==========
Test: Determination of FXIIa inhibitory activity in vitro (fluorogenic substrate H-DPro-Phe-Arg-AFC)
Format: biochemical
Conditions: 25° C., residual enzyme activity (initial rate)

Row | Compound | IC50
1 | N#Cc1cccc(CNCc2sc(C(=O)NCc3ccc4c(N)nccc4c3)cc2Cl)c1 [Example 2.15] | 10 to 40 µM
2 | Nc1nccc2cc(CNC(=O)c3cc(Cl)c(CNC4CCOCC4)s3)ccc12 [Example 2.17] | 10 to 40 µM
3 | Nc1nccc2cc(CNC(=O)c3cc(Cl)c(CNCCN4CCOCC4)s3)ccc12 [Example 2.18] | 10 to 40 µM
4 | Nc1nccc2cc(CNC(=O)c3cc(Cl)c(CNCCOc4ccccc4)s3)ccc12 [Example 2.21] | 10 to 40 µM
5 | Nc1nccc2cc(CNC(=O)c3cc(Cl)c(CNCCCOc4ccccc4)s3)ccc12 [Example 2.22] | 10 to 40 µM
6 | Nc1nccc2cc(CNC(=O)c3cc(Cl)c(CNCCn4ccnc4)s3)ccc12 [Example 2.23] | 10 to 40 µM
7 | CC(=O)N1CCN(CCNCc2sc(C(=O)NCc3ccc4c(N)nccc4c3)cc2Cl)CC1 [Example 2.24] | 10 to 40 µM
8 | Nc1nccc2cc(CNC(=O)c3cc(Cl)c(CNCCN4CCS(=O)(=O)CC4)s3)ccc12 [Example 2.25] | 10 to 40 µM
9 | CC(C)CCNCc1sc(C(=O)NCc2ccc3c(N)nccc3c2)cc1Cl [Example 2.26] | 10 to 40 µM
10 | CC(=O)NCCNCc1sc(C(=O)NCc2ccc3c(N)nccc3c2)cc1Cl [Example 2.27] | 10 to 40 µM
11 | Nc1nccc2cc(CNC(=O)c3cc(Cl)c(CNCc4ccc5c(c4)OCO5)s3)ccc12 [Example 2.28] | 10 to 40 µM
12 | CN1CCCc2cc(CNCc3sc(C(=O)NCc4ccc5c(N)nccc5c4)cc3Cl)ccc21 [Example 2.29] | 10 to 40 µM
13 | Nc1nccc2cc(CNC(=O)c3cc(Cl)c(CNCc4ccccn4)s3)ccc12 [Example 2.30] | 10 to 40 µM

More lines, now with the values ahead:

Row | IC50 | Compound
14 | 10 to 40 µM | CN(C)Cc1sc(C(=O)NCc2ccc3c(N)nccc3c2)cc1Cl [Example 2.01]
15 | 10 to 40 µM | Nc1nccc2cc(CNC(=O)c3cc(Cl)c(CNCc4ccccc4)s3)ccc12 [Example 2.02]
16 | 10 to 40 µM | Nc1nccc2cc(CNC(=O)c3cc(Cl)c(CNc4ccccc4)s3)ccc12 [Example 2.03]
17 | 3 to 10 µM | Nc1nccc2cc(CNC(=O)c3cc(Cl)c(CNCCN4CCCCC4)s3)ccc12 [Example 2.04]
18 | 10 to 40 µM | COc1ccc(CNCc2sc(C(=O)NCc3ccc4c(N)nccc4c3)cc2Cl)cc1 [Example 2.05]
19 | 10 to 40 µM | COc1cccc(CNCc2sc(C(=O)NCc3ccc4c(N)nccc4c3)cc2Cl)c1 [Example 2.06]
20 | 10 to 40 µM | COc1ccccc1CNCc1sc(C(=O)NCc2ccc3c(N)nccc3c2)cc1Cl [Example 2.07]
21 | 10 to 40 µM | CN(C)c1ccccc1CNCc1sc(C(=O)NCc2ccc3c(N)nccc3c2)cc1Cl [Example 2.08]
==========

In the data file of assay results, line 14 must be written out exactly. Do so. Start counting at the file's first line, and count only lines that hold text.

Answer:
10 | CC(=O)NCCNCc1sc(C(=O)NCc2ccc3c(N)nccc3c2)cc1Cl [Example 2.27] | 10 to 40 µM